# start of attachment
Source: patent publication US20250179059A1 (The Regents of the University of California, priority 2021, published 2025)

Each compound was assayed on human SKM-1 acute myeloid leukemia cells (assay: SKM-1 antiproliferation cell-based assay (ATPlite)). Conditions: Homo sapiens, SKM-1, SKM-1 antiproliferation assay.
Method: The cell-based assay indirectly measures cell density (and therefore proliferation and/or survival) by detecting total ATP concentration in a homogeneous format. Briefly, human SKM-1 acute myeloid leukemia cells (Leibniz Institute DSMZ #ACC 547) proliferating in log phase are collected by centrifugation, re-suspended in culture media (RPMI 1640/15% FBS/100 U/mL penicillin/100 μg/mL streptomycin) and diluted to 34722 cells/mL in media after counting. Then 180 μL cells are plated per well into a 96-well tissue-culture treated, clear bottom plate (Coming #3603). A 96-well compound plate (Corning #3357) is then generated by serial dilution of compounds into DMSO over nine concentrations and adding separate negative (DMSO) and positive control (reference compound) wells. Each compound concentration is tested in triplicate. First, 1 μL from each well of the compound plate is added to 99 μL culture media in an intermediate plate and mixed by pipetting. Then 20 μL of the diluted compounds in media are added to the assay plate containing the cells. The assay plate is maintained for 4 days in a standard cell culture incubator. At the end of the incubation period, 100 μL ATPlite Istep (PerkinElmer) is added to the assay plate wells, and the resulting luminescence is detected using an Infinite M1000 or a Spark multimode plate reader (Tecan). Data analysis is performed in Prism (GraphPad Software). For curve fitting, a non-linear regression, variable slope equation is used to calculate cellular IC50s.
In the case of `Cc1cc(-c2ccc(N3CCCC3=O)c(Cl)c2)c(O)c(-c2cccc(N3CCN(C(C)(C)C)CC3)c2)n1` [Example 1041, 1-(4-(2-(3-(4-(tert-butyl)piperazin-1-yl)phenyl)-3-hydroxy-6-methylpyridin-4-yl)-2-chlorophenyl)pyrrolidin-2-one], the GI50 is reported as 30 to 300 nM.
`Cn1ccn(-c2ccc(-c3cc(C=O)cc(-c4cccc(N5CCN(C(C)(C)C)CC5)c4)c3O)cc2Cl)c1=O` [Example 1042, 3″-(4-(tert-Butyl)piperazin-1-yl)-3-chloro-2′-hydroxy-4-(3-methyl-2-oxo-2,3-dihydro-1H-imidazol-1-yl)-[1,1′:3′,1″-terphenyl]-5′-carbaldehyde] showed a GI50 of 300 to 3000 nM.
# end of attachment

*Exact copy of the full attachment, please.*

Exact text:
Source: patent publication US20250179059A1 (The Regents of the University of California, priority 2021, published 2025)

Each compound was assayed on human SKM-1 acute myeloid leukemia cells (assay: SKM-1 antiproliferation cell-based assay (ATPlite)). Conditions: Homo sapiens, SKM-1, SKM-1 antiproliferation assay.
Method: The cell-based assay indirectly measures cell density (and therefore proliferation and/or survival) by detecting total ATP concentration in a homogeneous format. Briefly, human SKM-1 acute myeloid leukemia cells (Leibniz Institute DSMZ #ACC 547) proliferating in log phase are collected by centrifugation, re-suspended in culture media (RPMI 1640/15% FBS/100 U/mL penicillin/100 μg/mL streptomycin) and diluted to 34722 cells/mL in media after counting. Then 180 μL cells are plated per well into a 96-well tissue-culture treated, clear bottom plate (Coming #3603). A 96-well compound plate (Corning #3357) is then generated by serial dilution of compounds into DMSO over nine concentrations and adding separate negative (DMSO) and positive control (reference compound) wells. Each compound concentration is tested in triplicate. First, 1 μL from each well of the compound plate is added to 99 μL culture media in an intermediate plate and mixed by pipetting. Then 20 μL of the diluted compounds in media are added to the assay plate containing the cells. The assay plate is maintained for 4 days in a standard cell culture incubator. At the end of the incubation period, 100 μL ATPlite Istep (PerkinElmer) is added to the assay plate wells, and the resulting luminescence is detected using an Infinite M1000 or a Spark multimode plate reader (Tecan). Data analysis is performed in Prism (GraphPad Software). For curve fitting, a non-linear regression, variable slope equation is used to calculate cellular IC50s.
In the case of `Cc1cc(-c2ccc(N3CCCC3=O)c(Cl)c2)c(O)c(-c2cccc(N3CCN(C(C)(C)C)CC3)c2)n1` [Example 1041, 1-(4-(2-(3-(4-(tert-butyl)piperazin-1-yl)phenyl)-3-hydroxy-6-methylpyridin-4-yl)-2-chlorophenyl)pyrrolidin-2-one], the GI50 is reported as 30 to 300 nM.
`Cn1ccn(-c2ccc(-c3cc(C=O)cc(-c4cccc(N5CCN(C(C)(C)C)CC5)c4)c3O)cc2Cl)c1=O` [Example 1042, 3″-(4-(tert-Butyl)piperazin-1-yl)-3-chloro-2′-hydroxy-4-(3-methyl-2-oxo-2,3-dihydro-1H-imidazol-1-yl)-[1,1′:3′,1″-terphenyl]-5′-carbaldehyde] showed a GI50 of 300 to 3000 nM.